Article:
August retail sales show modest gains, according to Commerce and NRF data

Retail sales in August showed modest increases, according to data released earlier today by the United States Department of Commerce and the National Retail Federation (NRF).

By ·

Retail sales in August showed modest increases, according to data released earlier today by the United States Department of Commerce and the National Retail Federation (NRF). 

August retail sales, which include non-general merchandise like automobiles, gasoline, and restaurants, at $363.7 billion, were up 0.4 percent from July and up 3.6 percent year-over-year, according to the Department of Commerce. And Commerce added that total retail sales from through June through August of this year were up 4.7 percent year-over-year.

The NRF reported that August retail sales (which exclude automobiles, gas stations, and restaurants) increased 3.0 percent unadjusted year-over-year and increased 0.5 percent seasonally-adjusted compared to July.

“While the underlying trends remain positive, shoppers are still focused on getting their finances in order,” said NRF Chief Economist Jack Kleinhenz. “The challenge for retailers is to convince consumers that the recession is over and to buy accordingly.”

As LM has reported, the first half of 2010 showed a fair amount of promise in terms of sustained economic growth. The second half, so far, has been a different story, with unemployment at 9.5 percent, sluggish consumer spending, and declining—or stagnant— volumes in some modes of freight transportation. But even with signs of volumes weakening, they still remain above dismal 2009 levels. One driver for this is due to manufacturers and retailers slowly building up inventories after deliberately keeping them low for months to better match up with low demand levels during the recession.

A separate report from Commerce today said that business inventories were up 1.0 percent in July and up 2.4 percent from the level in July 2009.  The report also stated that inventory sales were up 0.7 percent in July from the prior month and were up 9.2 percent year-over-year. If this trend continues, it could bode well for freight transportation carriers in the coming months ahead.

But according to Charles “Chuck” Clowdis, Managing Director, North America Global Commerce & Transport Advisory Services, at IHS Global Insight, the most recent batch of retail sales numbers is disappointing overall.

“Earlier this year, there was some pent-up demand and inventory replenishment occurring, and consumers seemed to be making more purchases,” said Clowdis. “I was expecting things to be better in August with back to school sales. But I don’t think happened on the level that was expected.”

The relative flattening of retail sales in July and August has brought back a type of freight malaise that had been apparent for several quarters prior to the optimism surrounding the first half of the year, said Clowdis. And he added that the best season of the year may have already occurred in 2010, unlike in typical good years when the heaviest freight volumes occur in October. This sentiment is similar to the recent Port Tracker report from the NRF and Hackett Associates, which noted that July may prove to be the busiest month of the year.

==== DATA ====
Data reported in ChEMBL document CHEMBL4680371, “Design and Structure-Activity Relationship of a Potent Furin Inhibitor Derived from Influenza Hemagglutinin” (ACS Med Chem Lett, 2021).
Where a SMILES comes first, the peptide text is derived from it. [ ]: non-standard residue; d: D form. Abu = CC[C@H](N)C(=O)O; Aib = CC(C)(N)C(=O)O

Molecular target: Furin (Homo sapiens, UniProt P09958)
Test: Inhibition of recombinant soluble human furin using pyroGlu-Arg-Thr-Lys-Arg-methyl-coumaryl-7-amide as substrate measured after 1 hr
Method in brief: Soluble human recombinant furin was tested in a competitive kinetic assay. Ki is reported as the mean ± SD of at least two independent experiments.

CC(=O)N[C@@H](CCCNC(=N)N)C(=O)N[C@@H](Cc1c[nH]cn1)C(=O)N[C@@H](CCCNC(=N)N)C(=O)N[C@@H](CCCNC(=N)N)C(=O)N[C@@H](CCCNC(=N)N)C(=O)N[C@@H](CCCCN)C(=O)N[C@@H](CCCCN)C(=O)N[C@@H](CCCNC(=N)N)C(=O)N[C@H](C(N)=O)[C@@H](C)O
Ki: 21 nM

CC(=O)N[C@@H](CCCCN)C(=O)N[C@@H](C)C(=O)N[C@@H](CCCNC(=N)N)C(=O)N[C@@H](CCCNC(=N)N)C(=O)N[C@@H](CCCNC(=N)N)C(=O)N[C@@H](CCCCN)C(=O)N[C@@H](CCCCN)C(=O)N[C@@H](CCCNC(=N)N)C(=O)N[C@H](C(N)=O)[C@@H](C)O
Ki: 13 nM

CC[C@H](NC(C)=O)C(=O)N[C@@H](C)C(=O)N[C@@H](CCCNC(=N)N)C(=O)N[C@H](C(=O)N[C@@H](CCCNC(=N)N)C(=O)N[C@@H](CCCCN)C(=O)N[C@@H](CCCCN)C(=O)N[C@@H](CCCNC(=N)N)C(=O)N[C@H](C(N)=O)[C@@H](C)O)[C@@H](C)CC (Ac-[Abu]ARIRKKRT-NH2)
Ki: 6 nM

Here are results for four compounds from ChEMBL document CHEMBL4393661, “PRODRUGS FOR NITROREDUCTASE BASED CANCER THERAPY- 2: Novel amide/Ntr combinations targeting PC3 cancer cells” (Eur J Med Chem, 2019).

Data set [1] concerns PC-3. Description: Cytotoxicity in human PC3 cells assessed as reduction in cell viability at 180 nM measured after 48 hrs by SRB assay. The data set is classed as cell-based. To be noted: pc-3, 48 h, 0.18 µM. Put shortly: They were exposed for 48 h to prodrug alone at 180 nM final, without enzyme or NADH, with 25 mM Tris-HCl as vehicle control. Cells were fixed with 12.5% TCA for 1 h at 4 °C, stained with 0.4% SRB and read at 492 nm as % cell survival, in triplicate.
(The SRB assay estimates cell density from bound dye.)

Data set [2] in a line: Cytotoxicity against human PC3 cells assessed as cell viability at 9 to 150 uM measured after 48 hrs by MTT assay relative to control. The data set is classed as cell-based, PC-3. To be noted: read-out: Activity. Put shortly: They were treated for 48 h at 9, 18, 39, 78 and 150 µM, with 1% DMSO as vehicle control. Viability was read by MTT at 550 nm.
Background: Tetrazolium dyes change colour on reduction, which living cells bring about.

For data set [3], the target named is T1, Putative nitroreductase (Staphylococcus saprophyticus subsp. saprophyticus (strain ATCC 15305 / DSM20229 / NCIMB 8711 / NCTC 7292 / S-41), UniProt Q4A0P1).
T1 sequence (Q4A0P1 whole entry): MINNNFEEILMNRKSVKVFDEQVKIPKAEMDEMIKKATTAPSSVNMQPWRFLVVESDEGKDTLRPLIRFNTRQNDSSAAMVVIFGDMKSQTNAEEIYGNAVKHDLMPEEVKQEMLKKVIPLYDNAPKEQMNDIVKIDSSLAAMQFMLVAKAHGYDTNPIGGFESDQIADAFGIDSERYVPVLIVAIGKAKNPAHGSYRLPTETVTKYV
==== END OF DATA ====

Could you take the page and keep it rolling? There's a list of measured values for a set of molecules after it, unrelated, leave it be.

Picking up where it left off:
About the Author

Jeff Berman, Group News Editor
Jeff Berman is Group News Editor for Logistics Management, Modern Materials Handling, and Supply Chain Management Review. Jeff works and lives in Cape Elizabeth, Maine, where he covers all aspects of the supply chain, logistics, freight transportation, and materials handling sectors on a daily basis. Contact Jeff Berman

Subscribe to Logistics Management Magazine!

Subscribe today. It's FREE!
Get timely insider information that you can use to better manage your entire logistics operation.
Start your FREE subscription today!

Latest Whitepaper
Efficiency improvements in Track/Trace Enhances Customer Loyalty
Consumer satisfaction with the quality of your products is clearly important, but the service you provide before and after the sale is equally important to any business, but often overlooked as benefiting the bottom line.
Download Today!
From the October 2016 Issue
Over the past decade we’ve seen a major trend in regards to safety regulations for freight transport within the United States as well as for import and export shippers—that trend is the “international­ization” of rules and regulations.
European Logistics Update: Post-Brexit U.K. moving ahead, but in which direction?
Badcock Home Furniture &more: Out with paper, in with Cloud TMS
View More From this Issue
Subscribe to Our Email Newsletter
Sign up today to receive our FREE, weekly email newsletter!
Latest Webcast
How API Technology Connects the Transportation Economy
Dynamic decision making is made possible through accurate, actionable data. When combined with progress in data science and the Internet of Things, technology companies that add value to direct-to-carrier APIs and combine them with high-power data analytics will create new concepts for the information economy.
Register Today!
Motor Carrier Regulations Update: Caught in a Trap
The fed is hitting truckers with a barrage of costly regulations in an era of scant profits....
25th Annual Masters of Logistics
Indecision revolving around three complex supply chain elements—transportation, technology and...

2016 Quest for Quality: Winners Take the Spotlight
Which carriers, third-party logistics providers and U.S. ports have crossed the service-excellence...
Regional ports concentrate on growth and connectivity
With the Panama Canal expansion complete, ocean cargo gateways in the Caribbean are investing to...